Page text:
SHOAL CREEK, Ala. (Reuters) - Ariya Jutanugarn moved inexorably toward the U.S. Women’s Open title when she opened an almost insurmountable seven-stroke lead halfway through the final round on Sunday.
Already the first player from Thailand to win a major — the 2016 Women’s British Open — only a late meltdown could prevent Ariya from adding the biggest championship in women’s golf to her resume.
Mixing a long game of raw power with a short game of delicate precision, she peppered the pins with her approach shots and putted impressively to notch five birdies and one bogey on the front nine at Shoal Creek.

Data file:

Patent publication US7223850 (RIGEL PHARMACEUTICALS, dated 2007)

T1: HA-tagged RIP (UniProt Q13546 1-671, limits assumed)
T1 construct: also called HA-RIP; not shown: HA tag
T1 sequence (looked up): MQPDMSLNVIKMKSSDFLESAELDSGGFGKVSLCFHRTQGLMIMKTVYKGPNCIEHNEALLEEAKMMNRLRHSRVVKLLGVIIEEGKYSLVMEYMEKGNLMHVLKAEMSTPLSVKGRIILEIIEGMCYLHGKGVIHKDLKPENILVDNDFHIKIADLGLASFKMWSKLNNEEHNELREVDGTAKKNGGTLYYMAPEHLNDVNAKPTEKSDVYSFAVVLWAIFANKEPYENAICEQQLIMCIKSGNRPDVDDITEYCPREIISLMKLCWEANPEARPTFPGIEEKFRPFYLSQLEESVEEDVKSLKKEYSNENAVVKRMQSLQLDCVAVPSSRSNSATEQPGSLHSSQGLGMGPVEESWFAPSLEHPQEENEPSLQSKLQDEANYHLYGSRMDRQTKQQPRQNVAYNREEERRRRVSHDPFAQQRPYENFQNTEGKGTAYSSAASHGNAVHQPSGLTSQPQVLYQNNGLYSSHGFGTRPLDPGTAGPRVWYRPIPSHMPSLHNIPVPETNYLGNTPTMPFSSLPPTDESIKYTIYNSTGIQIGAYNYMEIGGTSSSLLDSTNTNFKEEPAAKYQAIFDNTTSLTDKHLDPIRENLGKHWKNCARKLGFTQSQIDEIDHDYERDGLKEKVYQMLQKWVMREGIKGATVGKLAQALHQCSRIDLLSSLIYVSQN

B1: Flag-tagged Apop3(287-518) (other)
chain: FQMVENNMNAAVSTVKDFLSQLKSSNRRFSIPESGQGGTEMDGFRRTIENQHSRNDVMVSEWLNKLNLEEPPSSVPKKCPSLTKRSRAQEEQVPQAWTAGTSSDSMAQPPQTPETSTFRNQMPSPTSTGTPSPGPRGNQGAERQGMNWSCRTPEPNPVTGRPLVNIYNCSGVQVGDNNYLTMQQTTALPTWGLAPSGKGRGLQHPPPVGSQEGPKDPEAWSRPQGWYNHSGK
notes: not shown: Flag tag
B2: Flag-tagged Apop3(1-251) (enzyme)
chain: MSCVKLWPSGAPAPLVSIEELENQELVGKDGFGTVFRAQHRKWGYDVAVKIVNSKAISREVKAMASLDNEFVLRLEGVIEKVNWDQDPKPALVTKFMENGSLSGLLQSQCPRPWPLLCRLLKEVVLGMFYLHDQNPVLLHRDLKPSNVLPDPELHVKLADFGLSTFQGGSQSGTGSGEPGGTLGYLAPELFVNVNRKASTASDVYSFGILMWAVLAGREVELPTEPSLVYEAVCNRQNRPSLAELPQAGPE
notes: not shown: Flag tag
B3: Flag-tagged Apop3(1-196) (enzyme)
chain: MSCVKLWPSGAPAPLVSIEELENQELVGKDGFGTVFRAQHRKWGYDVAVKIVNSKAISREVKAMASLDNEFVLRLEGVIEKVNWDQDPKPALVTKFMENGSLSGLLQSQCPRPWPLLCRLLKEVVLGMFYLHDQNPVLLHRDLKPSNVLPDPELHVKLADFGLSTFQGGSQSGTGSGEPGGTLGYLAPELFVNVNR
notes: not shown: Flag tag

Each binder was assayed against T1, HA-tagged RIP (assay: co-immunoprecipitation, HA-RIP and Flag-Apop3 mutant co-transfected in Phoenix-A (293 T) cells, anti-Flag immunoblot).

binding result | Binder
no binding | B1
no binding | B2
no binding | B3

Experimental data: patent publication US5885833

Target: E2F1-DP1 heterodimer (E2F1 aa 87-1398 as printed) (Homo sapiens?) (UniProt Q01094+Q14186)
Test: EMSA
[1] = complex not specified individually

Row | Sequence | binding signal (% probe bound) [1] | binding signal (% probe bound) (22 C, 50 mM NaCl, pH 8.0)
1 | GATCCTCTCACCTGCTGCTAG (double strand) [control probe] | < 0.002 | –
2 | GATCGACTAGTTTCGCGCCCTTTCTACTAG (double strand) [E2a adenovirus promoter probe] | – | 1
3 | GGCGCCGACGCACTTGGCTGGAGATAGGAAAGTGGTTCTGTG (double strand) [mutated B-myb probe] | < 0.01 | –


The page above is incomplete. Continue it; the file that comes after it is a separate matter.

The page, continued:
The 22-year-old made the turn at 16 under par, while South Korean Kim Hyo-joo made it into second place on nine-under after picking up three shots on the outward half.
Spaniard Carlota Ciganda was in third place at eight-under after 11 holes.
A victory by Ariya would end the recent domination of South Koreans and Americans, who have claimed the past 11 U.S. Women’s Opens.
Ariya has won eight times on the LPGA Tour, including five times in 2016, and she briefly gained the world number one ranking in 2017.
Reporting by Andrew Both